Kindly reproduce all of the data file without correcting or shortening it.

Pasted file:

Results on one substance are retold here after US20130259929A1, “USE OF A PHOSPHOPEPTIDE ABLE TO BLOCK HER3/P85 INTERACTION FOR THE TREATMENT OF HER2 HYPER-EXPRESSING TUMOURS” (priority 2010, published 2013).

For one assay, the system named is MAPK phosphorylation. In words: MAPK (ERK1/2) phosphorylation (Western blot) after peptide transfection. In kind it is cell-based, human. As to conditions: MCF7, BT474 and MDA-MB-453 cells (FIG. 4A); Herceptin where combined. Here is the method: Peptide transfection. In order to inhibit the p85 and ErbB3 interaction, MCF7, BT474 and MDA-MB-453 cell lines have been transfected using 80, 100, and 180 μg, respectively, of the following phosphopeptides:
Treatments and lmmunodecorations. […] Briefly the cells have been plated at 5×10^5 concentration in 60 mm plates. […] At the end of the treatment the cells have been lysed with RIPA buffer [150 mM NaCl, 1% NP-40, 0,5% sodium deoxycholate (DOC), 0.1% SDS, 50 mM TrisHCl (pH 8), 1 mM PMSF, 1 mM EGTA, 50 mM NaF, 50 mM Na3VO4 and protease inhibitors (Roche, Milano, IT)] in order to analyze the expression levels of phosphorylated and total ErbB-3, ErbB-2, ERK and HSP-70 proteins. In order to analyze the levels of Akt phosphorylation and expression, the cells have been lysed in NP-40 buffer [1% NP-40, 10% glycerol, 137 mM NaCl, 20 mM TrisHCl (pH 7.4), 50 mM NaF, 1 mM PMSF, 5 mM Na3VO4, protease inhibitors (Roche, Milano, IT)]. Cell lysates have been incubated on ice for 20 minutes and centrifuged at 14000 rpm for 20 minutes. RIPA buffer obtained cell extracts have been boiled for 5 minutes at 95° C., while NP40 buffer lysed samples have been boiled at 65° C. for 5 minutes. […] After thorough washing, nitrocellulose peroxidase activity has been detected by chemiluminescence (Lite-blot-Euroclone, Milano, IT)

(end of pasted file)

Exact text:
Results on one substance are retold here after US20130259929A1, “USE OF A PHOSPHOPEPTIDE ABLE TO BLOCK HER3/P85 INTERACTION FOR THE TREATMENT OF HER2 HYPER-EXPRESSING TUMOURS” (priority 2010, published 2013).

For one assay, the system named is MAPK phosphorylation. In words: MAPK (ERK1/2) phosphorylation (Western blot) after peptide transfection. In kind it is cell-based, human. As to conditions: MCF7, BT474 and MDA-MB-453 cells (FIG. 4A); Herceptin where combined. Here is the method: Peptide transfection. In order to inhibit the p85 and ErbB3 interaction, MCF7, BT474 and MDA-MB-453 cell lines have been transfected using 80, 100, and 180 μg, respectively, of the following phosphopeptides:
Treatments and lmmunodecorations. […] Briefly the cells have been plated at 5×10^5 concentration in 60 mm plates. […] At the end of the treatment the cells have been lysed with RIPA buffer [150 mM NaCl, 1% NP-40, 0,5% sodium deoxycholate (DOC), 0.1% SDS, 50 mM TrisHCl (pH 8), 1 mM PMSF, 1 mM EGTA, 50 mM NaF, 50 mM Na3VO4 and protease inhibitors (Roche, Milano, IT)] in order to analyze the expression levels of phosphorylated and total ErbB-3, ErbB-2, ERK and HSP-70 proteins. In order to analyze the levels of Akt phosphorylation and expression, the cells have been lysed in NP-40 buffer [1% NP-40, 10% glycerol, 137 mM NaCl, 20 mM TrisHCl (pH 7.4), 50 mM NaF, 1 mM PMSF, 5 mM Na3VO4, protease inhibitors (Roche, Milano, IT)]. Cell lysates have been incubated on ice for 20 minutes and centrifuged at 14000 rpm for 20 minutes. RIPA buffer obtained cell extracts have been boiled for 5 minutes at 95° C., while NP40 buffer lysed samples have been boiled at 65° C. for 5 minutes. […] After thorough washing, nitrocellulose peroxidase activity has been detected by chemiluminescence (Lite-blot-Euroclone, Milano, IT)